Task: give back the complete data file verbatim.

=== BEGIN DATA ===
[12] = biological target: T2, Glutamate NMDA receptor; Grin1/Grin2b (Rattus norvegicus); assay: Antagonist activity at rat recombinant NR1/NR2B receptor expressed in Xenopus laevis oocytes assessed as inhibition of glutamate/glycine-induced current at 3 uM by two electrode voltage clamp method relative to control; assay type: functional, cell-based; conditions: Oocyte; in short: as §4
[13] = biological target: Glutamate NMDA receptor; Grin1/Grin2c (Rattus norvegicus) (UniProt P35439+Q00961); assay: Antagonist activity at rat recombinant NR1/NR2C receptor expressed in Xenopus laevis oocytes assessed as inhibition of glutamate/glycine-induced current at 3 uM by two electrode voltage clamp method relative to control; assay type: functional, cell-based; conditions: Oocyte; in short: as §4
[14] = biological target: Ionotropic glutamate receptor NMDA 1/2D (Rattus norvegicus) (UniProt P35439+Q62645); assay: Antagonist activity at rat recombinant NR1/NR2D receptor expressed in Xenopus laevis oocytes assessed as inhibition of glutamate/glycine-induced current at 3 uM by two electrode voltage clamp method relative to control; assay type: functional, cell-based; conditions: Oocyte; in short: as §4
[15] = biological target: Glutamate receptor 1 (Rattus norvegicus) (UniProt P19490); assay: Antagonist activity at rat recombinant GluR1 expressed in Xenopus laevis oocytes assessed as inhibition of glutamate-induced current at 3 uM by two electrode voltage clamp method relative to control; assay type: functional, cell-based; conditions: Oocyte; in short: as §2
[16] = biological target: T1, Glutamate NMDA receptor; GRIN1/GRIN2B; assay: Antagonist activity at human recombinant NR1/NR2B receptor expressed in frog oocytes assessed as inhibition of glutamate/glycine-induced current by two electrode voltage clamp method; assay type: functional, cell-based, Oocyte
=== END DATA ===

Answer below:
[12] = biological target: T2, Glutamate NMDA receptor; Grin1/Grin2b (Rattus norvegicus); assay: Antagonist activity at rat recombinant NR1/NR2B receptor expressed in Xenopus laevis oocytes assessed as inhibition of glutamate/glycine-induced current at 3 uM by two electrode voltage clamp method relative to control; assay type: functional, cell-based; conditions: Oocyte; in short: as §4
[13] = biological target: Glutamate NMDA receptor; Grin1/Grin2c (Rattus norvegicus) (UniProt P35439+Q00961); assay: Antagonist activity at rat recombinant NR1/NR2C receptor expressed in Xenopus laevis oocytes assessed as inhibition of glutamate/glycine-induced current at 3 uM by two electrode voltage clamp method relative to control; assay type: functional, cell-based; conditions: Oocyte; in short: as §4
[14] = biological target: Ionotropic glutamate receptor NMDA 1/2D (Rattus norvegicus) (UniProt P35439+Q62645); assay: Antagonist activity at rat recombinant NR1/NR2D receptor expressed in Xenopus laevis oocytes assessed as inhibition of glutamate/glycine-induced current at 3 uM by two electrode voltage clamp method relative to control; assay type: functional, cell-based; conditions: Oocyte; in short: as §4
[15] = biological target: Glutamate receptor 1 (Rattus norvegicus) (UniProt P19490); assay: Antagonist activity at rat recombinant GluR1 expressed in Xenopus laevis oocytes assessed as inhibition of glutamate-induced current at 3 uM by two electrode voltage clamp method relative to control; assay type: functional, cell-based; conditions: Oocyte; in short: as §2
[16] = biological target: T1, Glutamate NMDA receptor; GRIN1/GRIN2B; assay: Antagonist activity at human recombinant NR1/NR2B receptor expressed in frog oocytes assessed as inhibition of glutamate/glycine-induced current by two electrode voltage clamp method; assay type: functional, cell-based, Oocyte